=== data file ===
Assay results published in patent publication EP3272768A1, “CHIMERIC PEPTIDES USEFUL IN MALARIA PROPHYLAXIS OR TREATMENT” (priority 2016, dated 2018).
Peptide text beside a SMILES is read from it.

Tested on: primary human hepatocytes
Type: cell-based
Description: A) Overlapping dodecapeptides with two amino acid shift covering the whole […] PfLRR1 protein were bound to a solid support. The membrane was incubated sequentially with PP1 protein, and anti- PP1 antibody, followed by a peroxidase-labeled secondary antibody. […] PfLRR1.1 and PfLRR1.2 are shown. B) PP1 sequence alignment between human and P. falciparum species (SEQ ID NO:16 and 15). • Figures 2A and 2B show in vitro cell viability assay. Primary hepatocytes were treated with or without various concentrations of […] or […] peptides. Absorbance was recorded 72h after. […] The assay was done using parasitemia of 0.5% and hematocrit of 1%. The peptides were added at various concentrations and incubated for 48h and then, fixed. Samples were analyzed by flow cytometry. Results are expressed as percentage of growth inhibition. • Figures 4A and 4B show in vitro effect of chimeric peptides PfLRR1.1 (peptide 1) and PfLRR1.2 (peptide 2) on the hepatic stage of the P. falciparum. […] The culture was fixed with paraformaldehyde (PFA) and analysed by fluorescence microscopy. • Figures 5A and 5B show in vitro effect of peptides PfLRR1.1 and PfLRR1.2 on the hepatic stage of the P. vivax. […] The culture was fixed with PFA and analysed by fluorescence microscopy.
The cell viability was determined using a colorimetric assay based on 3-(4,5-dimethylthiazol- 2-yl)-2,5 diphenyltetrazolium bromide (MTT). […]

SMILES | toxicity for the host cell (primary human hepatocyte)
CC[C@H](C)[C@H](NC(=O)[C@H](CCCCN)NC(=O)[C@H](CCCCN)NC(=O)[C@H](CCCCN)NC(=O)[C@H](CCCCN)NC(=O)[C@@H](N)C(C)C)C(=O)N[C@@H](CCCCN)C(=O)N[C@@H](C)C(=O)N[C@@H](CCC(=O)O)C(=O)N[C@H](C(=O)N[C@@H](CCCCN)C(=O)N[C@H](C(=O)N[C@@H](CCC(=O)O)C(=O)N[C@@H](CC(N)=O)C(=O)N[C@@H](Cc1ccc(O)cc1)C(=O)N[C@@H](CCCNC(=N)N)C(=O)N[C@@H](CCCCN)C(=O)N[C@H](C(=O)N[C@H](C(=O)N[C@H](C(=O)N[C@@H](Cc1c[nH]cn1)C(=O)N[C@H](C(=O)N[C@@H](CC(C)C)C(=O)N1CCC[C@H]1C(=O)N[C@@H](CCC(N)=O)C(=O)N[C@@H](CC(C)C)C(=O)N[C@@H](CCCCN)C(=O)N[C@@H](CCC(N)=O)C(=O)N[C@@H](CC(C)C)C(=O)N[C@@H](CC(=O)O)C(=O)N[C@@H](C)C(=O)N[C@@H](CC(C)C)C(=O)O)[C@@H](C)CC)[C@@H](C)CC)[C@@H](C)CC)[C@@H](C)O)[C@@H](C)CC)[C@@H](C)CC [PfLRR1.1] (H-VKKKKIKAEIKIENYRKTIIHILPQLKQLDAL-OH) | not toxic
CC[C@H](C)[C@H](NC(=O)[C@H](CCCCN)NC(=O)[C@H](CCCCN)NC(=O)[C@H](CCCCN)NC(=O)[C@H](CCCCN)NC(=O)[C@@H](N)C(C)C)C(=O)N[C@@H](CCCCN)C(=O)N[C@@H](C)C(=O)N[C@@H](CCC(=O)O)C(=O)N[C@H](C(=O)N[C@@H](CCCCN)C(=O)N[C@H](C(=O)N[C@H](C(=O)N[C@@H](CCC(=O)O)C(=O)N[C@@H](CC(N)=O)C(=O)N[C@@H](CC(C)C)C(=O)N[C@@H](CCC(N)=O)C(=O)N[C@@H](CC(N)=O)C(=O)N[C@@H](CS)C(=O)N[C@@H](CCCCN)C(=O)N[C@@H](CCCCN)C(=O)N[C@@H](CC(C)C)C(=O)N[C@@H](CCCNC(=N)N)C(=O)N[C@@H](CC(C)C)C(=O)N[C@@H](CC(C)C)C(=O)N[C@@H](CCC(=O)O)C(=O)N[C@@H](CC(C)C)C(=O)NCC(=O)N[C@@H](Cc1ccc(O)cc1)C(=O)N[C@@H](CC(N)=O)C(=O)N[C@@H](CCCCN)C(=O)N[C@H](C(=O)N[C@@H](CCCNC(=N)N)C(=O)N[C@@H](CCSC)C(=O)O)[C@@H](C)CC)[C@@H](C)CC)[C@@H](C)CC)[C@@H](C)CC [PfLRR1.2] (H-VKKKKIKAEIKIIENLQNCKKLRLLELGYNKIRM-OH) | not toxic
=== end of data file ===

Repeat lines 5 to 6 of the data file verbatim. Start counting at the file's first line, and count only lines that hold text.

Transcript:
Description: A) Overlapping dodecapeptides with two amino acid shift covering the whole […] PfLRR1 protein were bound to a solid support. The membrane was incubated sequentially with PP1 protein, and anti- PP1 antibody, followed by a peroxidase-labeled secondary antibody. […] PfLRR1.1 and PfLRR1.2 are shown. B) PP1 sequence alignment between human and P. falciparum species (SEQ ID NO:16 and 15). • Figures 2A and 2B show in vitro cell viability assay. Primary hepatocytes were treated with or without various concentrations of […] or […] peptides. Absorbance was recorded 72h after. […] The assay was done using parasitemia of 0.5% and hematocrit of 1%. The peptides were added at various concentrations and incubated for 48h and then, fixed. Samples were analyzed by flow cytometry. Results are expressed as percentage of growth inhibition. • Figures 4A and 4B show in vitro effect of chimeric peptides PfLRR1.1 (peptide 1) and PfLRR1.2 (peptide 2) on the hepatic stage of the P. falciparum. […] The culture was fixed with paraformaldehyde (PFA) and analysed by fluorescence microscopy. • Figures 5A and 5B show in vitro effect of peptides PfLRR1.1 and PfLRR1.2 on the hepatic stage of the P. vivax. […] The culture was fixed with PFA and analysed by fluorescence microscopy.
The cell viability was determined using a colorimetric assay based on 3-(4,5-dimethylthiazol- 2-yl)-2,5 diphenyltetrazolium bromide (MTT). […]